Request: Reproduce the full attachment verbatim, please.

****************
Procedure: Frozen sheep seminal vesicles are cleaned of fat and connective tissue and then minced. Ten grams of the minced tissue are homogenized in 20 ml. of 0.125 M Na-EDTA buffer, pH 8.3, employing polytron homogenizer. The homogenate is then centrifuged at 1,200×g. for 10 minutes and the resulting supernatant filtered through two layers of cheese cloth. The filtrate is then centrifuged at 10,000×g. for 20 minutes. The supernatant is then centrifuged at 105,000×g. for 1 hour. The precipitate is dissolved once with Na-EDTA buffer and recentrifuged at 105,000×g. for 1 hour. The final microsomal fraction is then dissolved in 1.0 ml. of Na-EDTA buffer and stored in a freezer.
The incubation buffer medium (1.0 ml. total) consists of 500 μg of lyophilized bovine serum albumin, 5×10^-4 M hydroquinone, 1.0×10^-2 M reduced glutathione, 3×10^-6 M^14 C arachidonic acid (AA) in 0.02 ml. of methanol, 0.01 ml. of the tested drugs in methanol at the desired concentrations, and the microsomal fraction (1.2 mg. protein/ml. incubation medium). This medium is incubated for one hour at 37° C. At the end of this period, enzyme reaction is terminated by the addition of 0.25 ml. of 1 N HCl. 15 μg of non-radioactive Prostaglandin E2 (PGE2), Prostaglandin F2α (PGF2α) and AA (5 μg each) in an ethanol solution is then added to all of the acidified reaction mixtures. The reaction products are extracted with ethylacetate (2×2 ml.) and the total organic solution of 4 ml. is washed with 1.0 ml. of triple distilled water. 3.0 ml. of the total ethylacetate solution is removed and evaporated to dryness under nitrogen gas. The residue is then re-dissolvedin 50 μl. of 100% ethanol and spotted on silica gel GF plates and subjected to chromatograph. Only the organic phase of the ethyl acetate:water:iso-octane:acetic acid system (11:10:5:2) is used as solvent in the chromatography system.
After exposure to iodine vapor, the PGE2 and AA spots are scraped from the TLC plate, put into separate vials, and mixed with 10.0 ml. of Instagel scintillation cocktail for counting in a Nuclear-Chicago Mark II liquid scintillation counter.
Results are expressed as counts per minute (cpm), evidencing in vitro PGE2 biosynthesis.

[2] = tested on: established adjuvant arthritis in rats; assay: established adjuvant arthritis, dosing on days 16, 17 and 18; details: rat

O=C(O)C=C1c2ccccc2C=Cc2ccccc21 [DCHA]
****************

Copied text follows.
Procedure: Frozen sheep seminal vesicles are cleaned of fat and connective tissue and then minced. Ten grams of the minced tissue are homogenized in 20 ml. of 0.125 M Na-EDTA buffer, pH 8.3, employing polytron homogenizer. The homogenate is then centrifuged at 1,200×g. for 10 minutes and the resulting supernatant filtered through two layers of cheese cloth. The filtrate is then centrifuged at 10,000×g. for 20 minutes. The supernatant is then centrifuged at 105,000×g. for 1 hour. The precipitate is dissolved once with Na-EDTA buffer and recentrifuged at 105,000×g. for 1 hour. The final microsomal fraction is then dissolved in 1.0 ml. of Na-EDTA buffer and stored in a freezer.
The incubation buffer medium (1.0 ml. total) consists of 500 μg of lyophilized bovine serum albumin, 5×10^-4 M hydroquinone, 1.0×10^-2 M reduced glutathione, 3×10^-6 M^14 C arachidonic acid (AA) in 0.02 ml. of methanol, 0.01 ml. of the tested drugs in methanol at the desired concentrations, and the microsomal fraction (1.2 mg. protein/ml. incubation medium). This medium is incubated for one hour at 37° C. At the end of this period, enzyme reaction is terminated by the addition of 0.25 ml. of 1 N HCl. 15 μg of non-radioactive Prostaglandin E2 (PGE2), Prostaglandin F2α (PGF2α) and AA (5 μg each) in an ethanol solution is then added to all of the acidified reaction mixtures. The reaction products are extracted with ethylacetate (2×2 ml.) and the total organic solution of 4 ml. is washed with 1.0 ml. of triple distilled water. 3.0 ml. of the total ethylacetate solution is removed and evaporated to dryness under nitrogen gas. The residue is then re-dissolvedin 50 μl. of 100% ethanol and spotted on silica gel GF plates and subjected to chromatograph. Only the organic phase of the ethyl acetate:water:iso-octane:acetic acid system (11:10:5:2) is used as solvent in the chromatography system.
After exposure to iodine vapor, the PGE2 and AA spots are scraped from the TLC plate, put into separate vials, and mixed with 10.0 ml. of Instagel scintillation cocktail for counting in a Nuclear-Chicago Mark II liquid scintillation counter.
Results are expressed as counts per minute (cpm), evidencing in vitro PGE2 biosynthesis.

[2] = tested on: established adjuvant arthritis in rats; assay: established adjuvant arthritis, dosing on days 16, 17 and 18; details: rat

O=C(O)C=C1c2ccccc2C=Cc2ccccc21 [DCHA]